Thursday, May 4, 2006
VEGAN PIZZA NIGHT
On the left are the pizzas I made for dinner last night, cooked in dark metal pizza pans on the oven racks, at 550 degrees F, with convection; on the right is a pizza made with the same dough, but baked on unglazed ceramic tiles in my oven, same temperature.
The pictures are just to illustrate the different quality of pizza that you can get in your own home oven. They were both good, by the way! But the "stone-baked" one has a crust that is crispy all over, not just on the bottom. It looks more Italian, somehow! Last night I was just too preoccupied to heat up the tiles
I'm not going to go into a long explanation of how I make pizza. For that you can get my book Nonna's Italian Kitchen (your library might have it) or my new book World Vegan Feast for a newer version.
There is so much bad pizza out there! Which is puzzling, because, once you know a few things, it's easy. And the dough is not an afterthought-- in Italy it is the primary component, and it should be here in N.A., too. In Italy they don't over load a pizza with sauce, ingredients, cheese, etc.. The dough is simple, very simple, but it tastes so good you want to eat the edges, and you don't need them to be stuffed with cheese or have some gloppy sauce to dip them into! I'm going to give you my latest favorite dough recipe, which is from my newsletter. Both of the pizzas above were made with this dough.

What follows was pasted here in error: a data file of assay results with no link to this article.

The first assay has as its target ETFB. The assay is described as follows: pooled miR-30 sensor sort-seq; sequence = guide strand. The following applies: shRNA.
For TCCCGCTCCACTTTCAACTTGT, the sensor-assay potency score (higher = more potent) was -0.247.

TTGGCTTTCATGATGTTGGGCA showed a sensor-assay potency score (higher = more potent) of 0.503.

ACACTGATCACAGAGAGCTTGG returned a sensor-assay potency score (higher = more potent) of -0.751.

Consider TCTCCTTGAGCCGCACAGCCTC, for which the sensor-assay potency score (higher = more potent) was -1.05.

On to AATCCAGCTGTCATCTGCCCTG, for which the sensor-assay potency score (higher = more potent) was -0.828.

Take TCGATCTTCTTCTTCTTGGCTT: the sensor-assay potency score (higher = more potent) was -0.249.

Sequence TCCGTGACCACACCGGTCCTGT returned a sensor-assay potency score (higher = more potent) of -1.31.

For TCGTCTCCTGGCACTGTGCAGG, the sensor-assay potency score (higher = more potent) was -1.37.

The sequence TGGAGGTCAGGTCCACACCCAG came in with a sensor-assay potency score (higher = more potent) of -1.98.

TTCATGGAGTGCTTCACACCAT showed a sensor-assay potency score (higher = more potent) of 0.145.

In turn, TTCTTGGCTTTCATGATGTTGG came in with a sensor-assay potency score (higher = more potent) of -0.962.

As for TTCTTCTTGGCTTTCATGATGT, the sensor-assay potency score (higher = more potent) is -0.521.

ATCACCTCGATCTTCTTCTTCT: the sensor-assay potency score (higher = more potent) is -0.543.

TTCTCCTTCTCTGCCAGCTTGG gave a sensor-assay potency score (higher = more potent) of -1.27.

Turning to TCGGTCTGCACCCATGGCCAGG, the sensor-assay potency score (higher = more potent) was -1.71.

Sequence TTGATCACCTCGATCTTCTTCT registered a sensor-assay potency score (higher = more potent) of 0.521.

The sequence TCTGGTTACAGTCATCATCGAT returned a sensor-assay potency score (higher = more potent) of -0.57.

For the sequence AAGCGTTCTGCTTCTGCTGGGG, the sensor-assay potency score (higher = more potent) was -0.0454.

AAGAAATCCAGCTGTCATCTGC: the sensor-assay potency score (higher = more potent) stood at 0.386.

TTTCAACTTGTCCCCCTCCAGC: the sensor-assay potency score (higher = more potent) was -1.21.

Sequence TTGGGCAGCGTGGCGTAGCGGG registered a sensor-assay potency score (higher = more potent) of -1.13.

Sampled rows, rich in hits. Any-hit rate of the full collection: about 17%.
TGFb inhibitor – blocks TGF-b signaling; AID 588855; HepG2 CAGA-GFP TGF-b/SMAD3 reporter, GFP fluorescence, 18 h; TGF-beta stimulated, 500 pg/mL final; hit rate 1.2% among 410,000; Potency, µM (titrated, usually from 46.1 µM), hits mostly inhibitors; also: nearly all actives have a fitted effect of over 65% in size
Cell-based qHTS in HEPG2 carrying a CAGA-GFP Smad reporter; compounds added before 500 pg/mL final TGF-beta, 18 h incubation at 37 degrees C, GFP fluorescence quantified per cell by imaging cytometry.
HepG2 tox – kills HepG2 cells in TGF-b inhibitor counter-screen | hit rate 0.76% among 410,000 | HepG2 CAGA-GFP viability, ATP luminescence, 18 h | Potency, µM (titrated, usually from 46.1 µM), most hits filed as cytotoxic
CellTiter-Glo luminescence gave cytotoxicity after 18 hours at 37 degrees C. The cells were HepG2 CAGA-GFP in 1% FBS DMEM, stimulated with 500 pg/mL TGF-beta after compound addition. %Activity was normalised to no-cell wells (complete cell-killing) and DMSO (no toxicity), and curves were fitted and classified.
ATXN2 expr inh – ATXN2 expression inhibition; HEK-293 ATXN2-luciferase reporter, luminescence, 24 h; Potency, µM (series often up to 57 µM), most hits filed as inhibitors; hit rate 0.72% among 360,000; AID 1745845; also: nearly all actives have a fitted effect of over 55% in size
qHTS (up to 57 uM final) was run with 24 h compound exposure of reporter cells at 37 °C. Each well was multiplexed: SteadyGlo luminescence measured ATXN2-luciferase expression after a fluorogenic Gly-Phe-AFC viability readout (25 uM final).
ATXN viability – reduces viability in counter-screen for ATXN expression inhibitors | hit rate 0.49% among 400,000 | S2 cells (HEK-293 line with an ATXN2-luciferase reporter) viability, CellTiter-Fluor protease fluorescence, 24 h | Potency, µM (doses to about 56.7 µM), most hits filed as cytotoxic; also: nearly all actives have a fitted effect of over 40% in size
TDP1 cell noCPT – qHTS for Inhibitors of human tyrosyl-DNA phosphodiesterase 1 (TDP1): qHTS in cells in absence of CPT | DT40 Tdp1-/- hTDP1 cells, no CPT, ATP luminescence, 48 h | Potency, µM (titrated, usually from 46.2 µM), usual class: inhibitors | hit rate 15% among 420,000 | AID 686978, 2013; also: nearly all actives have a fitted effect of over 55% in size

HINT: Pizza dough is better if you make it hours before using and let it rise in the refrigerator for 8-14 hours. Yes, it's true, and it's very convenient. The directions are in the recipe below. An alternative is to make it in the morning, let it rise once, punch it down and refrigerate as instructed until about 2 hours before dinner (so it has time to warm up). Why is it better this way? Because dough needs time to develop the enzymes which give dough flavor and good texture.
BTW, "American Pie" by master baker Peter Reinhart is a wonderful book on pizza!
A way to stretch the dough without rolling or throwing in the air! Drape the dough over an over-turned bowl (see picture) and gently stretch it all around until it is the right size, again using the weight of the dough stretch it.
Work slowly so that you don’t tear the dough. If it does tear, you can patch it and seal it again. The pizza does not have to be absolutely round!